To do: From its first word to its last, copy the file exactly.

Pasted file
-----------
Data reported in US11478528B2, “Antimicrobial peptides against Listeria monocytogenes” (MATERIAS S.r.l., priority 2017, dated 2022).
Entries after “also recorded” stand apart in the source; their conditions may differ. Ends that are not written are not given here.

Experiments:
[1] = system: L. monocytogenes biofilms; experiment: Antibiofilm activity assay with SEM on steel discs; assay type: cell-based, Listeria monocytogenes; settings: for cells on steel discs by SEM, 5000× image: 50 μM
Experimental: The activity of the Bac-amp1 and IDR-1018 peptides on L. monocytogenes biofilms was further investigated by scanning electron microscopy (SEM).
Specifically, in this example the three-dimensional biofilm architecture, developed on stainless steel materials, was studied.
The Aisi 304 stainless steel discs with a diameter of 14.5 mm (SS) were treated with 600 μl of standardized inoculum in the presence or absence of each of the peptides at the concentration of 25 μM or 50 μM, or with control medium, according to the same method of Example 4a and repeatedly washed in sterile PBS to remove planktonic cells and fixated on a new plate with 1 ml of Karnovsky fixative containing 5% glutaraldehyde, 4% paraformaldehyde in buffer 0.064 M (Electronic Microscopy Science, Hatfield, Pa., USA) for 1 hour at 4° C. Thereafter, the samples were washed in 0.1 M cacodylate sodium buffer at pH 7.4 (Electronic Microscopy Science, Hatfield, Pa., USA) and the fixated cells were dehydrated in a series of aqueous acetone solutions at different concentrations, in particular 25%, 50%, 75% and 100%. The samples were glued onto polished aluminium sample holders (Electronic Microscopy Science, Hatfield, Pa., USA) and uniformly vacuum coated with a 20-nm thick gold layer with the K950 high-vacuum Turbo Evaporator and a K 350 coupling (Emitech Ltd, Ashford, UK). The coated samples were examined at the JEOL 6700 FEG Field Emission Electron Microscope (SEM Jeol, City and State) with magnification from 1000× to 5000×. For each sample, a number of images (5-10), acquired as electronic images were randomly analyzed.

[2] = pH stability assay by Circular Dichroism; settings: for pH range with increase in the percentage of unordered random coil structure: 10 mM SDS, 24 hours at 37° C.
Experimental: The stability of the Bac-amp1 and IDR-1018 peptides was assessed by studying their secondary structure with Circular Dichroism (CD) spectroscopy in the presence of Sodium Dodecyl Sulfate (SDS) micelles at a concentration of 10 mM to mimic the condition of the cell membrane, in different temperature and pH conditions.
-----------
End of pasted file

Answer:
Data reported in US11478528B2, “Antimicrobial peptides against Listeria monocytogenes” (MATERIAS S.r.l., priority 2017, dated 2022).
Entries after “also recorded” stand apart in the source; their conditions may differ. Ends that are not written are not given here.

Experiments:
[1] = system: L. monocytogenes biofilms; experiment: Antibiofilm activity assay with SEM on steel discs; assay type: cell-based, Listeria monocytogenes; settings: for cells on steel discs by SEM, 5000× image: 50 μM
Experimental: The activity of the Bac-amp1 and IDR-1018 peptides on L. monocytogenes biofilms was further investigated by scanning electron microscopy (SEM).
Specifically, in this example the three-dimensional biofilm architecture, developed on stainless steel materials, was studied.
The Aisi 304 stainless steel discs with a diameter of 14.5 mm (SS) were treated with 600 μl of standardized inoculum in the presence or absence of each of the peptides at the concentration of 25 μM or 50 μM, or with control medium, according to the same method of Example 4a and repeatedly washed in sterile PBS to remove planktonic cells and fixated on a new plate with 1 ml of Karnovsky fixative containing 5% glutaraldehyde, 4% paraformaldehyde in buffer 0.064 M (Electronic Microscopy Science, Hatfield, Pa., USA) for 1 hour at 4° C. Thereafter, the samples were washed in 0.1 M cacodylate sodium buffer at pH 7.4 (Electronic Microscopy Science, Hatfield, Pa., USA) and the fixated cells were dehydrated in a series of aqueous acetone solutions at different concentrations, in particular 25%, 50%, 75% and 100%. The samples were glued onto polished aluminium sample holders (Electronic Microscopy Science, Hatfield, Pa., USA) and uniformly vacuum coated with a 20-nm thick gold layer with the K950 high-vacuum Turbo Evaporator and a K 350 coupling (Emitech Ltd, Ashford, UK). The coated samples were examined at the JEOL 6700 FEG Field Emission Electron Microscope (SEM Jeol, City and State) with magnification from 1000× to 5000×. For each sample, a number of images (5-10), acquired as electronic images were randomly analyzed.

[2] = pH stability assay by Circular Dichroism; settings: for pH range with increase in the percentage of unordered random coil structure: 10 mM SDS, 24 hours at 37° C.
Experimental: The stability of the Bac-amp1 and IDR-1018 peptides was assessed by studying their secondary structure with Circular Dichroism (CD) spectroscopy in the presence of Sodium Dodecyl Sulfate (SDS) micelles at a concentration of 10 mM to mimic the condition of the cell membrane, in different temperature and pH conditions.